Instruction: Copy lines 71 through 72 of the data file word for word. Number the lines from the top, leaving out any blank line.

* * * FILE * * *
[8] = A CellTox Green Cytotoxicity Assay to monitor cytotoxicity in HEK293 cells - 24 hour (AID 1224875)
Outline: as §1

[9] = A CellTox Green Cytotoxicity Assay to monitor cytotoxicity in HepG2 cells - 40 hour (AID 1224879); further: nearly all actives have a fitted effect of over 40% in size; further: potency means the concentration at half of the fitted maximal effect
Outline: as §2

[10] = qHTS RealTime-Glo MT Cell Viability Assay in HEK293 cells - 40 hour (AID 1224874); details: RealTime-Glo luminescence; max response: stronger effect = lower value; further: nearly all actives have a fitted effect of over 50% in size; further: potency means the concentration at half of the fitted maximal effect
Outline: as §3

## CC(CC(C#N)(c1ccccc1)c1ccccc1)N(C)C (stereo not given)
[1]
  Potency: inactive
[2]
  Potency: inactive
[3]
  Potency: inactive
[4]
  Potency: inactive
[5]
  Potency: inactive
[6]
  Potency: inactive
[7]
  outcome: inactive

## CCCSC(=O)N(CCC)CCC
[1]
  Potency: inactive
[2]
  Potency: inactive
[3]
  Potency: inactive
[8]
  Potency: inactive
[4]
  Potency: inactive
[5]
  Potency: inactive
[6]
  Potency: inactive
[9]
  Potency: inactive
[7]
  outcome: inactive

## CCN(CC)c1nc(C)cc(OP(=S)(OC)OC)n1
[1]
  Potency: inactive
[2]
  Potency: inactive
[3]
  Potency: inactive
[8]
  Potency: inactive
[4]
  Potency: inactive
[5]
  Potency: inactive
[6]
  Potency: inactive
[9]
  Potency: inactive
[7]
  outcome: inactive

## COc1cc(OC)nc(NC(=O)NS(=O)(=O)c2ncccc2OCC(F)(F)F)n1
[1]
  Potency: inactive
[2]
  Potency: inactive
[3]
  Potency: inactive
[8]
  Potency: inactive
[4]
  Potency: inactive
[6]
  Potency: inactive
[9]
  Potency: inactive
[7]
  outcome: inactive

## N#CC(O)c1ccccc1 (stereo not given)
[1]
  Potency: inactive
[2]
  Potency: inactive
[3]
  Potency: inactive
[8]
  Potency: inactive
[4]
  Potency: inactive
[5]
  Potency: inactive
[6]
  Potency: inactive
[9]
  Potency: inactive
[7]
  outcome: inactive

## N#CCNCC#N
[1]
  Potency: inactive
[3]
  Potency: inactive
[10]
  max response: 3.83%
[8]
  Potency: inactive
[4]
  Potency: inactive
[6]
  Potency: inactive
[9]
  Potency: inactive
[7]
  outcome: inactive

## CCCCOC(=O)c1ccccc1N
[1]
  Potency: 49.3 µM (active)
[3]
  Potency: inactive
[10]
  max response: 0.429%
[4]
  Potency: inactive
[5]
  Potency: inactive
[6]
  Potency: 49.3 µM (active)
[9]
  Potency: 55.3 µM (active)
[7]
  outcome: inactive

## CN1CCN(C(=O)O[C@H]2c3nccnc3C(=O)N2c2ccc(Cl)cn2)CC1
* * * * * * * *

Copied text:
[6]
  Potency: inactive